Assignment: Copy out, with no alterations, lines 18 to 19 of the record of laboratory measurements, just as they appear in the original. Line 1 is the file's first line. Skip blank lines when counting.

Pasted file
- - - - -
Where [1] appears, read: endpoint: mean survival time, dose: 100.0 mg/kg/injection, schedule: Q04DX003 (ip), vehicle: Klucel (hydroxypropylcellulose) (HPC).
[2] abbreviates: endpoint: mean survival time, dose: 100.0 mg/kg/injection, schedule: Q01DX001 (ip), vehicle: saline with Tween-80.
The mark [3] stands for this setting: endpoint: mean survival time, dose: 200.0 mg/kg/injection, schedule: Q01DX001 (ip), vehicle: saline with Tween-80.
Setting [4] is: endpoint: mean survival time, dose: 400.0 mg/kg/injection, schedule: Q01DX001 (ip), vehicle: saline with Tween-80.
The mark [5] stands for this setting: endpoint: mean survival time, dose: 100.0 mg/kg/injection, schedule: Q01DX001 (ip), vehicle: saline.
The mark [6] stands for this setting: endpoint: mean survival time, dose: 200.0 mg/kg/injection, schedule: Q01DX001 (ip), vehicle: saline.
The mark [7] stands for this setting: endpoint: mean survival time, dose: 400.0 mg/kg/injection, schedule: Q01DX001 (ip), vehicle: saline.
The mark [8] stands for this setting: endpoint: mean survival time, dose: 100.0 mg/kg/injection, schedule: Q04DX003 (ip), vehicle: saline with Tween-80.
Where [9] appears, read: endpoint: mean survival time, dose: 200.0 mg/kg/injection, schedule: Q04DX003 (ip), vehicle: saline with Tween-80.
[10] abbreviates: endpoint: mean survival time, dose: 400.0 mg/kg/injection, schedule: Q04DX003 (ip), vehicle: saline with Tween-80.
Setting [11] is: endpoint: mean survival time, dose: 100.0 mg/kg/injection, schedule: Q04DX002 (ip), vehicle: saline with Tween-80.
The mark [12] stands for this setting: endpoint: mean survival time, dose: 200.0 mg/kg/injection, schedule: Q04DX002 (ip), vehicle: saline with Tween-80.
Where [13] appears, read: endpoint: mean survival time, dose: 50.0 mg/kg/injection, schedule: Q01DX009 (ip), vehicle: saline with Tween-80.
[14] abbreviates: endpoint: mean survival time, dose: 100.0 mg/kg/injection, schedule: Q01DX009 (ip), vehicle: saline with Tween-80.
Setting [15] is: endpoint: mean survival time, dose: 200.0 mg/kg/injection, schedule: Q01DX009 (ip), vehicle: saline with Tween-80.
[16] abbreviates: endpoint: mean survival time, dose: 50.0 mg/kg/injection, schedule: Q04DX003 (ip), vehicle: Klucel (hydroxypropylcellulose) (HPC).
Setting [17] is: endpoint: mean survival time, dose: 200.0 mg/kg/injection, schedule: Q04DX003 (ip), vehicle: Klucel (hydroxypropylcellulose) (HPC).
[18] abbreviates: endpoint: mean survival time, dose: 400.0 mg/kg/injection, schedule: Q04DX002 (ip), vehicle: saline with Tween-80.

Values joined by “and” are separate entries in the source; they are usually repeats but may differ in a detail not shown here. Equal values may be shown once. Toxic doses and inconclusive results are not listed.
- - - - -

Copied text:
[18] abbreviates: endpoint: mean survival time, dose: 400.0 mg/kg/injection, schedule: Q04DX002 (ip), vehicle: saline with Tween-80.

Values joined by “and” are separate entries in the source; they are usually repeats but may differ in a detail not shown here. Equal values may be shown once. Toxic doses and inconclusive results are not listed.